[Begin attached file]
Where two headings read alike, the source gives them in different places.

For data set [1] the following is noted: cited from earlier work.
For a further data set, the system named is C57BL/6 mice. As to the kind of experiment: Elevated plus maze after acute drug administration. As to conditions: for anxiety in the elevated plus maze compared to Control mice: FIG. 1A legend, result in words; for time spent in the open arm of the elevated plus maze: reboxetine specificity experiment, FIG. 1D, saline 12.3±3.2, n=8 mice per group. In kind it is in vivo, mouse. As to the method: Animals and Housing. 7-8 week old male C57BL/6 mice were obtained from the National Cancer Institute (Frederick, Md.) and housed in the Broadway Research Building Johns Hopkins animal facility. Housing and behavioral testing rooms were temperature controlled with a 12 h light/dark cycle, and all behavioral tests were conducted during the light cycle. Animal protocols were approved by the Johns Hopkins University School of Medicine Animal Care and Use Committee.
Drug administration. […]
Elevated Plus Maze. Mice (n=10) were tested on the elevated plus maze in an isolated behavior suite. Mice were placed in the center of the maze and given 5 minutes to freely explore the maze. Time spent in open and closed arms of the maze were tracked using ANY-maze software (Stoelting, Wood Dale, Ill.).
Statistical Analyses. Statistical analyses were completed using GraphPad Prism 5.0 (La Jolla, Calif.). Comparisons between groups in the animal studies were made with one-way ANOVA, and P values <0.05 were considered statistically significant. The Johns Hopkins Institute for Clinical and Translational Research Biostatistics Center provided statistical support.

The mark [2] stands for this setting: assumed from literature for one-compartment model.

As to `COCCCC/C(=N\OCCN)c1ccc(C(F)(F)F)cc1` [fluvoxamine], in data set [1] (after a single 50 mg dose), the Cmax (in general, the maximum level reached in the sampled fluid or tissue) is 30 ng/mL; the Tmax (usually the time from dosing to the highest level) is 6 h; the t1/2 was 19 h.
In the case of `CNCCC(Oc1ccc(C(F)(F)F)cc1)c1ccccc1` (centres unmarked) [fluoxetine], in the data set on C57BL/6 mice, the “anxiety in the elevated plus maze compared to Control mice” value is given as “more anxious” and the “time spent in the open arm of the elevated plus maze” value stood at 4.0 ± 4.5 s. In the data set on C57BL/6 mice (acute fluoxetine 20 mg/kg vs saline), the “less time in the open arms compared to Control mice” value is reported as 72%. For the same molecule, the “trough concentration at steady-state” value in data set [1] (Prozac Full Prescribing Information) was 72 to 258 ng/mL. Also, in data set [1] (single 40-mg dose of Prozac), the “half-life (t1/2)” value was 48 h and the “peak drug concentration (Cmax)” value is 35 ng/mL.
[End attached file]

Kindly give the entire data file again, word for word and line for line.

Where two headings read alike, the source gives them in different places.

For data set [1] the following is noted: cited from earlier work.
For a further data set, the system named is C57BL/6 mice. As to the kind of experiment: Elevated plus maze after acute drug administration. As to conditions: for anxiety in the elevated plus maze compared to Control mice: FIG. 1A legend, result in words; for time spent in the open arm of the elevated plus maze: reboxetine specificity experiment, FIG. 1D, saline 12.3±3.2, n=8 mice per group. In kind it is in vivo, mouse. As to the method: Animals and Housing. 7-8 week old male C57BL/6 mice were obtained from the National Cancer Institute (Frederick, Md.) and housed in the Broadway Research Building Johns Hopkins animal facility. Housing and behavioral testing rooms were temperature controlled with a 12 h light/dark cycle, and all behavioral tests were conducted during the light cycle. Animal protocols were approved by the Johns Hopkins University School of Medicine Animal Care and Use Committee.
Drug administration. […]
Elevated Plus Maze. Mice (n=10) were tested on the elevated plus maze in an isolated behavior suite. Mice were placed in the center of the maze and given 5 minutes to freely explore the maze. Time spent in open and closed arms of the maze were tracked using ANY-maze software (Stoelting, Wood Dale, Ill.).
Statistical Analyses. Statistical analyses were completed using GraphPad Prism 5.0 (La Jolla, Calif.). Comparisons between groups in the animal studies were made with one-way ANOVA, and P values <0.05 were considered statistically significant. The Johns Hopkins Institute for Clinical and Translational Research Biostatistics Center provided statistical support.

The mark [2] stands for this setting: assumed from literature for one-compartment model.

As to `COCCCC/C(=N\OCCN)c1ccc(C(F)(F)F)cc1` [fluvoxamine], in data set [1] (after a single 50 mg dose), the Cmax (in general, the maximum level reached in the sampled fluid or tissue) is 30 ng/mL; the Tmax (usually the time from dosing to the highest level) is 6 h; the t1/2 was 19 h.
In the case of `CNCCC(Oc1ccc(C(F)(F)F)cc1)c1ccccc1` (centres unmarked) [fluoxetine], in the data set on C57BL/6 mice, the “anxiety in the elevated plus maze compared to Control mice” value is given as “more anxious” and the “time spent in the open arm of the elevated plus maze” value stood at 4.0 ± 4.5 s. In the data set on C57BL/6 mice (acute fluoxetine 20 mg/kg vs saline), the “less time in the open arms compared to Control mice” value is reported as 72%. For the same molecule, the “trough concentration at steady-state” value in data set [1] (Prozac Full Prescribing Information) was 72 to 258 ng/mL. Also, in data set [1] (single 40-mg dose of Prozac), the “half-life (t1/2)” value was 48 h and the “peak drug concentration (Cmax)” value is 35 ng/mL.